What Will It Mean For The Innovation Ecosystem If A Recovery In Venture Fundraising Takes Longer Than Expected?

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Everyone is watching to see when venture fundraising will rebound.
United States Corporate/Commercial Law
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Everyone is watching to see when venture fundraising will rebound. There has been much speculation surrounding when it will bounce back, and PitchBook is is now predicting it could be 2028 before we see a real recovery in venture fundraising. In this post, we explore the prognosis for a recovery and what it could mean for the greater innovation ecosystem.

Venture capital firms, or "VC's", experienced massive growth in 2021 through 2022, seeing their assets under management (AUM) grow 58% to $3.8 trillion. Fundraising was a principal driver of that growth; however, after those record-breaking years, venture fundraising has fallen off significantly. PitchBook analysts don't expect this to recover to those kinds of highs until after 2028.

The forecast for fundraising this year is significantly lower, less than $200 billion, and a 48% decline from what we experienced in 2021. Growth is expected to be 2.9% annually through 2028, with PitchBook saying that is "half the rate of other private capital strategies, including private equity, private debt, and real assets funds." To add to this, they point out that this could have a great impact on aggregate assets under management, or AUM, and if valuations remain depressed, VC AUM could remain flat until 2028 or beyond.

One interesting note from their reporting is how the performance and price multiples of emerging tech companies could change that forecast for AUM. They expect VC AUM to grow to $4.6 trillion over the next five years based on current expectations – but if conditions are more favorable than forecasted, that could be closer to $5.6 trillion.

Why is venture fundraising so critical to AUM?

The level of venture fundraising has a direct correlation to the capital available for investment. These firms rely on external fundraising to ensure they have the financial resources they need to invest in startups and emerging companies. Simply put, the more money raised, the more investments they can make. The more investments they can make, the more diversified their portfolios are.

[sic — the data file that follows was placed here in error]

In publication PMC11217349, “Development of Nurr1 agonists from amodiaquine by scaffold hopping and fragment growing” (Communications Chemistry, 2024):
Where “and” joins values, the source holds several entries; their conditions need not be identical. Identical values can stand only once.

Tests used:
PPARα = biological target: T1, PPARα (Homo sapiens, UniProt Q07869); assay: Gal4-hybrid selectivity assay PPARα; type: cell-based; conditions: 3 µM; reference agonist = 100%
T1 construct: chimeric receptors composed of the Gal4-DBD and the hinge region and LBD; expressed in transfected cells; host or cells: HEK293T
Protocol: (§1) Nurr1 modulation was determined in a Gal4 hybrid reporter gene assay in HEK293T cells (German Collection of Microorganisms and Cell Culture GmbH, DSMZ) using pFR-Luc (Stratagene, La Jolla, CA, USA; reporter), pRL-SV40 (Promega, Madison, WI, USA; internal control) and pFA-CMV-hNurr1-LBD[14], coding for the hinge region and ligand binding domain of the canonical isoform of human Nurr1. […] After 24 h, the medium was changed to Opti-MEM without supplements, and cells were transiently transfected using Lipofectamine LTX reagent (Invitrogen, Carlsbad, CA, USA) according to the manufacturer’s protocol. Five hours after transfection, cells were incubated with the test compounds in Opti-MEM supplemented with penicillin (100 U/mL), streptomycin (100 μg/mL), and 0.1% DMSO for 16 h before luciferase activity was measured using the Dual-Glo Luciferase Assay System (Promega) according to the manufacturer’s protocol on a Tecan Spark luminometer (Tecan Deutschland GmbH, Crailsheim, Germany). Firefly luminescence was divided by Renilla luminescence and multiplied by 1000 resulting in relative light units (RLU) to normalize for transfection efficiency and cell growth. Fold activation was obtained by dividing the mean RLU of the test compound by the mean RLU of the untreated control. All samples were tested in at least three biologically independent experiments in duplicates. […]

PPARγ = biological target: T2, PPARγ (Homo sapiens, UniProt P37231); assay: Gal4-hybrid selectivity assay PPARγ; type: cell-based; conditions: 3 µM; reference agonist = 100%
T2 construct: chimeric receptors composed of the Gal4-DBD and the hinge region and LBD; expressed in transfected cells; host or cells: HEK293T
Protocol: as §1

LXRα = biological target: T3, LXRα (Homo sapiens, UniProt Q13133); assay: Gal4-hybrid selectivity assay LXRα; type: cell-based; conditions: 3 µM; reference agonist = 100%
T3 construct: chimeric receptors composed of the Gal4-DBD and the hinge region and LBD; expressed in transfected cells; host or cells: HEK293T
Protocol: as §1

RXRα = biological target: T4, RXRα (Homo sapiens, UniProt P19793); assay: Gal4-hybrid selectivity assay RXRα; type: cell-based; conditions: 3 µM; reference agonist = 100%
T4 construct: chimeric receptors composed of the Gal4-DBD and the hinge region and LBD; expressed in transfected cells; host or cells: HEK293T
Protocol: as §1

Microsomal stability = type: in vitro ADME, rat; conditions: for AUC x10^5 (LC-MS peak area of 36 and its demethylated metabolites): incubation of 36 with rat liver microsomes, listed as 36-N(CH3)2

A decrease in fundraising can also impact the operational budget of a venture capital firm, as fundraising is at the core of its business model. Their management fees are often a percentage of their total AUM, so when it decreases, those fees are impacted. This could lead to layoffs, shrinking, or even closures of smaller firms.

What are the larger implications?

This could, of course, have implications beyond VC firms. Startups feel the biggest impact when funding is not available, facing a difficult road securing initial and follow-on funding and forcing them to rely on existing cash reserves and customer payments. It also directly impacts valuations as companies turn to down rounds and further dilutive equity. Existing portfolio companies may also have difficulties securing later-stage funding, thus impeding their growth.

This could also lead to an uptick in strategic acquisitions as startups look to mergers or acquisitions as a means of survival. As we have previously blogged, the venture capital fundraises of 2024 are closely tied to consolidation and acqui-hire strategies.

There is also the possibility that decreased available venture funding could drive startups to favor profitability over growth. In times of limited funding, a startup will often shift focus away from a growth strategy with a greater focus on profitability. While the correlation of profitability to value has increased by a factor of two since early 2022, growth remains the biggest driver of valuation. Boiling it down: favoring profitability over growth will keep valuations depressed, a self-fulfilling prophecy.

Will this be a long five years for VC firms?

The analysts at PitchBook have reviewed extensive data and industry information to come to this conclusion. And while no one has a crystal ball, the recovery here is probably going to be longer than most of us would like. This is an area we will be monitoring closely.

The content of this article is intended to provide a general guide to the subject matter. Specialist advice should be sought about your specific circumstances.

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